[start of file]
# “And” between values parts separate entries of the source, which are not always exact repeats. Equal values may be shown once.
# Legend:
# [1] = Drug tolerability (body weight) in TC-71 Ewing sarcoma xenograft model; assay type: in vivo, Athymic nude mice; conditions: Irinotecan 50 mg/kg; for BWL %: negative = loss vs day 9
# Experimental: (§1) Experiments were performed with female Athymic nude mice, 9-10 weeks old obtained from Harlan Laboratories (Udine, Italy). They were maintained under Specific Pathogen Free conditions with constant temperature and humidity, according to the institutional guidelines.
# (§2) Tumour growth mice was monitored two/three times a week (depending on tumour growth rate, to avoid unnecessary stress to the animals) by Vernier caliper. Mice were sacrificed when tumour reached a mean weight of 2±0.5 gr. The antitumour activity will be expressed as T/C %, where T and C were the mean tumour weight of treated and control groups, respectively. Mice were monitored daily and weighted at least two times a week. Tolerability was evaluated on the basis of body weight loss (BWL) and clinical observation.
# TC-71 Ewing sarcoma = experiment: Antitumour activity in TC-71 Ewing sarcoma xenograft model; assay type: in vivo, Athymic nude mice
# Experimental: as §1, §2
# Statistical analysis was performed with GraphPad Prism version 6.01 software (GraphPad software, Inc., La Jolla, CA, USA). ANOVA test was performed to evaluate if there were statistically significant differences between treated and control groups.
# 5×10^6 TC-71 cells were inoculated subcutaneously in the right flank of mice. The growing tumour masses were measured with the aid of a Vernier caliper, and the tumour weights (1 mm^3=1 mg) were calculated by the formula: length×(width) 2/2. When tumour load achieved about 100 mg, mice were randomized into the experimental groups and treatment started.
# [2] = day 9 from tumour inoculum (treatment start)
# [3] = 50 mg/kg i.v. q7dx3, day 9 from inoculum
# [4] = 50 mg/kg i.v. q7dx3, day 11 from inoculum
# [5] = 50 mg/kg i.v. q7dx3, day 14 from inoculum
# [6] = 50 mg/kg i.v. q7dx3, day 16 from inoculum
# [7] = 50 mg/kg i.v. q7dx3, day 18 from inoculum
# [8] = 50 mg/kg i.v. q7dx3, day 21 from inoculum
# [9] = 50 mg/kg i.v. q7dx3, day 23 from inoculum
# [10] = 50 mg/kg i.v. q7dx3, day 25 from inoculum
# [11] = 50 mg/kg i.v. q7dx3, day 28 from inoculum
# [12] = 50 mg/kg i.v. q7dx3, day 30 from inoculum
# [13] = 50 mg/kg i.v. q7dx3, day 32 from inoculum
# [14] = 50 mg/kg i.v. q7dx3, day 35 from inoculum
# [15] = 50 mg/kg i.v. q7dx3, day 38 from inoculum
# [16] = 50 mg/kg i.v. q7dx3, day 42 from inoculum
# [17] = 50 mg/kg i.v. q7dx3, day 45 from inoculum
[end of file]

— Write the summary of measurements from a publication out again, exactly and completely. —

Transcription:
# “And” between values parts separate entries of the source, which are not always exact repeats. Equal values may be shown once.
# Legend:
# [1] = Drug tolerability (body weight) in TC-71 Ewing sarcoma xenograft model; assay type: in vivo, Athymic nude mice; conditions: Irinotecan 50 mg/kg; for BWL %: negative = loss vs day 9
# Experimental: (§1) Experiments were performed with female Athymic nude mice, 9-10 weeks old obtained from Harlan Laboratories (Udine, Italy). They were maintained under Specific Pathogen Free conditions with constant temperature and humidity, according to the institutional guidelines.
# (§2) Tumour growth mice was monitored two/three times a week (depending on tumour growth rate, to avoid unnecessary stress to the animals) by Vernier caliper. Mice were sacrificed when tumour reached a mean weight of 2±0.5 gr. The antitumour activity will be expressed as T/C %, where T and C were the mean tumour weight of treated and control groups, respectively. Mice were monitored daily and weighted at least two times a week. Tolerability was evaluated on the basis of body weight loss (BWL) and clinical observation.
# TC-71 Ewing sarcoma = experiment: Antitumour activity in TC-71 Ewing sarcoma xenograft model; assay type: in vivo, Athymic nude mice
# Experimental: as §1, §2
# Statistical analysis was performed with GraphPad Prism version 6.01 software (GraphPad software, Inc., La Jolla, CA, USA). ANOVA test was performed to evaluate if there were statistically significant differences between treated and control groups.
# 5×10^6 TC-71 cells were inoculated subcutaneously in the right flank of mice. The growing tumour masses were measured with the aid of a Vernier caliper, and the tumour weights (1 mm^3=1 mg) were calculated by the formula: length×(width) 2/2. When tumour load achieved about 100 mg, mice were randomized into the experimental groups and treatment started.
# [2] = day 9 from tumour inoculum (treatment start)
# [3] = 50 mg/kg i.v. q7dx3, day 9 from inoculum
# [4] = 50 mg/kg i.v. q7dx3, day 11 from inoculum
# [5] = 50 mg/kg i.v. q7dx3, day 14 from inoculum
# [6] = 50 mg/kg i.v. q7dx3, day 16 from inoculum
# [7] = 50 mg/kg i.v. q7dx3, day 18 from inoculum
# [8] = 50 mg/kg i.v. q7dx3, day 21 from inoculum
# [9] = 50 mg/kg i.v. q7dx3, day 23 from inoculum
# [10] = 50 mg/kg i.v. q7dx3, day 25 from inoculum
# [11] = 50 mg/kg i.v. q7dx3, day 28 from inoculum
# [12] = 50 mg/kg i.v. q7dx3, day 30 from inoculum
# [13] = 50 mg/kg i.v. q7dx3, day 32 from inoculum
# [14] = 50 mg/kg i.v. q7dx3, day 35 from inoculum
# [15] = 50 mg/kg i.v. q7dx3, day 38 from inoculum
# [16] = 50 mg/kg i.v. q7dx3, day 42 from inoculum
# [17] = 50 mg/kg i.v. q7dx3, day 45 from inoculum